TAG Heuer Mikrograph, Mikrotimer, and Mikrogirder

Watch-Spotting at the Vienna Clock Museum

It’s not that anyone would need another reason to visit Vienna, but should you find yourself in Austria’s capital, and you are a timepiece aficionado, make sure you pay a visit to the Vienna Clock Museum.

The museum is located in an enchanting Viennese house (the “Palais Obizzi”) in the historical city. There are about 1,000 clocks and replica Breitling watches UK on display (only a few wristwatches, though, unfortunately) that “document the measurement of time and the technology of horology from the fifteenth century until the present day.” A visit should take about one hour, and if you are there at the top of the hour, you might even be treated to an acoustic spectacle, since many of the timepieces are running.

Vienna Clock Museum - Astronomical Clock - Frater

Some of the highlights include an astronomical clock made by David Ruetschmann (later known as Frater David a Sancto Cajetano) between 1762 and 1769 (which also displays the orbital phases of the planets; photos below), some “Laterndl” (lantern) Rolex replica watches sale, and a tiny “Zappler” (with pendulum) that fits under a thimble. The largest — and heaviest — piece in the collection is the clock from St Stephen’s Cathedral, dating to 1699.

Vienna Clock Museum - Exhibit 3

The Museum itself was founded in 1917 and mainly consists of two private collections: that of intermediate-school teacher and first director of the museum Rudolf Kaftan, and nearly all the collection of the writer Marie von Ebner-Eschenbach, who has been quoted as saying, “My dear  cheap Breiitling replica watches,they make it hard for me to die.”

The museum is open from 10 am to 6 pm, admission is 6 Euros – and taking pictures is allowed. Go to pages 2 and 3 for more photos from the museum.

Greubel Forsey Tourbillon 24 Secondes Vision

With this new creation unveiled in Geneva, Greubel Forsey houses its Tourbillon 24 Secondes in a particularly sophisticated case that exemplifies classic elegance. Its lines have been redefined to reduce its height. The tourbillon appears on the back of the timepiece taking its place under the sapphire crystal dome: a first for Greubel Forsey.


Robert Greubel and Stephen Forsey’s primary intention is to present their third invention (the Tourbillon 24 Secondes) in a case that is as slender as possible and yet able to accommodate the unique inclined tourbillon cage.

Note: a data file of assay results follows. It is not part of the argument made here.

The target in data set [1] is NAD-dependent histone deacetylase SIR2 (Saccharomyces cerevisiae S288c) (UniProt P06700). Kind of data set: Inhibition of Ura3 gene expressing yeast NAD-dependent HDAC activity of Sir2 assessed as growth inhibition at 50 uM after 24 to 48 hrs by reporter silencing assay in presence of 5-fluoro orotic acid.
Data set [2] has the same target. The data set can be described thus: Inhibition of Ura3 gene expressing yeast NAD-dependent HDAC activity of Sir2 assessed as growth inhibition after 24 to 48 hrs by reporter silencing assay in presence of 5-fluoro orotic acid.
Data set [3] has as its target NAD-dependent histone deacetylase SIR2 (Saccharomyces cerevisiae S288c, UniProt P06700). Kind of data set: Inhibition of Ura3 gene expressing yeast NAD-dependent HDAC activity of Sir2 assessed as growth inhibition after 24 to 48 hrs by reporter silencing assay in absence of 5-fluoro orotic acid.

It was the lateral projections of Greubel Forsey’s asymmetric models that inspired this original solution. By incorporating a dome into the sapphire crystal on the back of the timepiece, they have created enough extra volume to allow the tourbillon cage to overlap the reference surface of the movement bridges.

The dome is a new and intriguing element that draws attention to the lower tourbillon bridge.

This bridge is more than just a simple support; it is a triumph of technology and craftsmanship. Its geometry is like a Romanesque vault and its arched and barrelled surface is delicately polished by hand. Obtaining a perfectly regular reflection over the whole piece requires such expertise and experience that each bridge finished in this way is discretely signed by the craftsman-decorator who executed it.

Completing the exceptional standard of decoration that naturally applies to all 288 parts in the movement, the unique composition of colours and finishes creates a spectacular visual dynamic, with pride of place given to the sectorial 72-hour chronometric power-reserve indicator.


This new creation is also distinguished by its elegant, neoclassical simplicity. The overall aesthetic is highly refined, and pays tribute to the craftsmanship and finesse of each component.

Particular care has been given to the design of the hand-finished blued-steel hands, which immediately and precisely indicate the time. They have been lightened to the maximum degree and their form, in the shape of a lance, leads the eye straight to the indexes that are first engraved and then “oven-fired” enamelled into the solid gold dial.

The fast-rotating 24 second tourbillon is also an integral part of the graphic composition of the entire piece. Set inside a light-well, it creates an animated scene that is an irresistible invitation to explore the movement-side of the timepiece.

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Vacheron Constantin Harmony Ultra-Thin Grande Complication Chronograph Caliber 3500